Connecticut Sues 28 Firms for Alleged Contamination by ‘Forever Chemicals’ *Centurion Insurance AFS*
The state of Connecticut is suing 28 chemical manufacturers that it alleges are responsible for “knowingly contaminating” the state’s waters and natural resources and harming public health with toxic PFAS “forever chemicals.”
Connecticut Attorney General William Tong has filed two lawsuits seeking to hold the companies responsible for alleged per- and polyfluoroalkyl substances (PFAS) chemical contamination. One suit involves aqueous film forming foam (AFFF) used in firefighting, while the other involves chemicals that are used in manufacturing and added to consumer products, such as food packaging, cookware, carpeting, clothing, and cosmetics.
Connecticut’s lawsuits, filed in Superior Court Judicial District in Hartford, are among thousands that have been filed across the country in the last several years over alleged PFAS contamination. They include lawsuits by other states claiming damage to natural resources and water, water utilities seeking cleanups, individuals claiming personal injury, and consumer class actions.
Major manufacturers 3M, DuPont, Chemours and Corteva have reached settlements in some cases but thousands of suits remain in courts. A group of 22 states has opposed as inadequate the biggest of the settlements, a deal by 3M that would provide $10.3 billion over a 13-year period to cities, towns and other public water systems.
In the face of continued litigation, 3M Co. announced in late 2022 that it would stop making forever chemicals and aim to discontinue their use in products by the end of 2025.
The lawsuits contend that PFAS chemicals are toxic and have been shown to persist in the environment indefinitely. PFAS have been associated with pollution and damage as well as adverse human health effects including cancer.
The state charges that the companies knew as early as the 1950s that PFAS chemicals were toxic, highly persistent, and likely to spread to groundwater and contaminate the environment.
“These companies knew the truth decades ago, and they buried the evidence and lied to all of us. Because of that, we are dealing with widespread contamination of drinking water and natural resources across Connecticut,” claimed Tong.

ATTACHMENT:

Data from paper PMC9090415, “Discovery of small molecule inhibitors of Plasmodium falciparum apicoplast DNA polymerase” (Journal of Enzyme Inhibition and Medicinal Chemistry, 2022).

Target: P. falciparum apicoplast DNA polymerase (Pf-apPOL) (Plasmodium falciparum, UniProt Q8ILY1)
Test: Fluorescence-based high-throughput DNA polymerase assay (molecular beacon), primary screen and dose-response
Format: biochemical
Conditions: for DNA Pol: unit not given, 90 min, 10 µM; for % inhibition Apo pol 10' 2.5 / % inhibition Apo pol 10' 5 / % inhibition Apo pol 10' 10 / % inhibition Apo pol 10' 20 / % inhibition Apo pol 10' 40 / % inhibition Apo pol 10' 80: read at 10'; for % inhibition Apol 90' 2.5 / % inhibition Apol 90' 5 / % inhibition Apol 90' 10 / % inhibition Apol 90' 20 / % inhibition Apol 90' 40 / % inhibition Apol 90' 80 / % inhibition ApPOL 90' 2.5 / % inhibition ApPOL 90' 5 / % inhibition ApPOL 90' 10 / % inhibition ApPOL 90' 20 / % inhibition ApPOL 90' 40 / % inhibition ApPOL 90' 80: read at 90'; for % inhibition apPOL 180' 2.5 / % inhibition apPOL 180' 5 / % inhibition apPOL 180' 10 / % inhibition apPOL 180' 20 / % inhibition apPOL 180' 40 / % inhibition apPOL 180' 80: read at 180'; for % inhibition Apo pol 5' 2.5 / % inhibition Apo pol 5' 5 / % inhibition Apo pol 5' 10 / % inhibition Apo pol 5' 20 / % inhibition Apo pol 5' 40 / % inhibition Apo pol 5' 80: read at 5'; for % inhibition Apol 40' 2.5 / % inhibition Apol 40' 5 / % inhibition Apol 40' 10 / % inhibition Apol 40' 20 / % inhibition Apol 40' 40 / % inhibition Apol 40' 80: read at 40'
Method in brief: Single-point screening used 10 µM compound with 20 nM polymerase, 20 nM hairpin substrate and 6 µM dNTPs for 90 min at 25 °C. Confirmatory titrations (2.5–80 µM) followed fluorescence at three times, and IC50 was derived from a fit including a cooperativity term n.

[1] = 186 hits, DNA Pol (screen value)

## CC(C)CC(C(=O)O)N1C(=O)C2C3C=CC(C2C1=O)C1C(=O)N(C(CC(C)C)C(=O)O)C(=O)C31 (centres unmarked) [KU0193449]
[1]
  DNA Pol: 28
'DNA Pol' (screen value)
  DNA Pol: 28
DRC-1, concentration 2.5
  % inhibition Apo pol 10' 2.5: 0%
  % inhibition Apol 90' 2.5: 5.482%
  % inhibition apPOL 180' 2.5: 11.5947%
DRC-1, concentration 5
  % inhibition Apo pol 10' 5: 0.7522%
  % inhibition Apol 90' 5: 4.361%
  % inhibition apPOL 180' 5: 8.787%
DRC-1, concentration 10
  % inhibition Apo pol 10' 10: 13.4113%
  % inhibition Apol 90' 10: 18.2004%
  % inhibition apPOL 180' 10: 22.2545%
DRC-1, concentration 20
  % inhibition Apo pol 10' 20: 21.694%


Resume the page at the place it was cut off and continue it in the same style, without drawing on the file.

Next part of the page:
Peter Brown, president of the Uniformed Professional Fire Fighters Association, welcomed the litigation. He claimed occupational cancer is the number one killer of firefighters and exposure to PFAS chemicals is a leading factor in the increased risk
According to the state, PFAS products have contaminated several public water systems and rivers. The state has issued PFAS-related consumption advisories for fish caught throughout or in portions of the Connecticut, Farmington, Hockanum, Housatonic, Natchaug, Naugatuck, Pequabuck, Quinnipiac, Scantic, Shetucket, Still, Tankerhoosen, and Willimantic rivers.
Regarding contamination specific to AFFF firefighting foam, PFAS have been detected in private wells and the town’s water supply in Killingworth near the fire training area and fire department there. The state says other locations are known to be contaminated by AFFF products, including several schools and communities near Bradley International Airport. The state is aware of at least 200 reported emergency incidents where AFFF was likely deployed.
The complaints seek both injunctive and monetary relief, including ordering the companies to abate all PFAS pollution in Connecticut, remove and dispose of AFFF stocks in Connecticut, and release all research related to PFAS health and environmental effects, and compensatory damages related to PFAS pollution to natural resources and properties.
The state seeks to recover past and future costs related to testing and monitoring of PFAS and remediation of harm to drinking water, soil, and wildlife. The complaints further seek civil penalties of tens of thousands of dollars per day for various violations of state laws, and compensation for all expenses paid by the state in responding to PFAS pollution.
The companies named in the suit regarding chemicals used in manufacturing and consumer products include EIDP, Inc.; Dupont De Nemours, Inc.; The Chemours Company; The Chemours Company FC, LLC; Corteva, Inc.; and 3M Company.
Those named in the AFF suit include 3M Company; AGC Chemicals Americas, Inc.; Amerex Corporation; Angus Fire Armour Corporation; Archroma U.S., Inc.; Arkema Inc.; BASF Corporation; Buckeye Fire Equipment Company; Carrier Fire & Security Americas Corporation; Carrier Global Corporation; Chemdesign Products, Inc.; Chemguard, Inc.; Chemicals Incorporated; Clariant Corporation; Corteva, Inc.; Daikin America, Inc.; Deepwater Chemicals, Inc.; Dupont De Nemours, Inc.; Dynax Corporation; EIDP, Inc.; Fire Service Plus, Inc.; Kidde-Fenwal, Inc.; Nation Ford Chemical Company; National Foam, Inc.; RTX Corporation; The Chemours Company; The Chemours Company FC, LLC; and Tyco Fire Products LP.